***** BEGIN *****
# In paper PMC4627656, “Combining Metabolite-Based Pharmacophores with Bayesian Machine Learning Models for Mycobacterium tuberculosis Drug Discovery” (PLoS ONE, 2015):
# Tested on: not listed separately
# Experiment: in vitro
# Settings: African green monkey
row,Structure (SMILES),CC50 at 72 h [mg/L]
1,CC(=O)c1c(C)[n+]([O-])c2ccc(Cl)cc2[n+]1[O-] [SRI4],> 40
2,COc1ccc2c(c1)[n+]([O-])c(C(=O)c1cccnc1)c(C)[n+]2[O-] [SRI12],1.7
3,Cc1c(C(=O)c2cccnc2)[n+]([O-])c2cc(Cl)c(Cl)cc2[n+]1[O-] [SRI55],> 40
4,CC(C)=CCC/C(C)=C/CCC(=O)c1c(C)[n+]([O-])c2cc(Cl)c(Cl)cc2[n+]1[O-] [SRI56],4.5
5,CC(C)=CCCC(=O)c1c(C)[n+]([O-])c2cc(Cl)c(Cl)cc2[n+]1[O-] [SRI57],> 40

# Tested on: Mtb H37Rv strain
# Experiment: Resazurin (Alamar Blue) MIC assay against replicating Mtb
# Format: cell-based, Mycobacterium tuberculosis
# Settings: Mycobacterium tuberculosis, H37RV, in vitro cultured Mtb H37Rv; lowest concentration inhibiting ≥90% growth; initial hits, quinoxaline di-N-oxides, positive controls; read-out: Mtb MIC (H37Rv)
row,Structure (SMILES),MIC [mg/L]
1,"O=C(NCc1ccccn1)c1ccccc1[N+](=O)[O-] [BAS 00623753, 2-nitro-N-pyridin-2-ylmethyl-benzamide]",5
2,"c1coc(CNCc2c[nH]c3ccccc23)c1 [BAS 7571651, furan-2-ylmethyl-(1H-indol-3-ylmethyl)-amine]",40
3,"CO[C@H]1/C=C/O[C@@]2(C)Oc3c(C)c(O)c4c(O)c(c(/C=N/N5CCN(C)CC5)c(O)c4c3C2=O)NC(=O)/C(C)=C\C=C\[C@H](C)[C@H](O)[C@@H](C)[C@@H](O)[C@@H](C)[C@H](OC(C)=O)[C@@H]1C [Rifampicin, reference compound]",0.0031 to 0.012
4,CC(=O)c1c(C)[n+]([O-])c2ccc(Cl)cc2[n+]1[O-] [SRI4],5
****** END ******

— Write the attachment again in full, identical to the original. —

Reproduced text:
# In paper PMC4627656, “Combining Metabolite-Based Pharmacophores with Bayesian Machine Learning Models for Mycobacterium tuberculosis Drug Discovery” (PLoS ONE, 2015):
# Tested on: not listed separately
# Experiment: in vitro
# Settings: African green monkey
row,Structure (SMILES),CC50 at 72 h [mg/L]
1,CC(=O)c1c(C)[n+]([O-])c2ccc(Cl)cc2[n+]1[O-] [SRI4],> 40
2,COc1ccc2c(c1)[n+]([O-])c(C(=O)c1cccnc1)c(C)[n+]2[O-] [SRI12],1.7
3,Cc1c(C(=O)c2cccnc2)[n+]([O-])c2cc(Cl)c(Cl)cc2[n+]1[O-] [SRI55],> 40
4,CC(C)=CCC/C(C)=C/CCC(=O)c1c(C)[n+]([O-])c2cc(Cl)c(Cl)cc2[n+]1[O-] [SRI56],4.5
5,CC(C)=CCCC(=O)c1c(C)[n+]([O-])c2cc(Cl)c(Cl)cc2[n+]1[O-] [SRI57],> 40

# Tested on: Mtb H37Rv strain
# Experiment: Resazurin (Alamar Blue) MIC assay against replicating Mtb
# Format: cell-based, Mycobacterium tuberculosis
# Settings: Mycobacterium tuberculosis, H37RV, in vitro cultured Mtb H37Rv; lowest concentration inhibiting ≥90% growth; initial hits, quinoxaline di-N-oxides, positive controls; read-out: Mtb MIC (H37Rv)
row,Structure (SMILES),MIC [mg/L]
1,"O=C(NCc1ccccn1)c1ccccc1[N+](=O)[O-] [BAS 00623753, 2-nitro-N-pyridin-2-ylmethyl-benzamide]",5
2,"c1coc(CNCc2c[nH]c3ccccc23)c1 [BAS 7571651, furan-2-ylmethyl-(1H-indol-3-ylmethyl)-amine]",40
3,"CO[C@H]1/C=C/O[C@@]2(C)Oc3c(C)c(O)c4c(O)c(c(/C=N/N5CCN(C)CC5)c(O)c4c3C2=O)NC(=O)/C(C)=C\C=C\[C@H](C)[C@H](O)[C@@H](C)[C@@H](O)[C@@H](C)[C@H](OC(C)=O)[C@@H]1C [Rifampicin, reference compound]",0.0031 to 0.012
4,CC(=O)c1c(C)[n+]([O-])c2ccc(Cl)cc2[n+]1[O-] [SRI4],5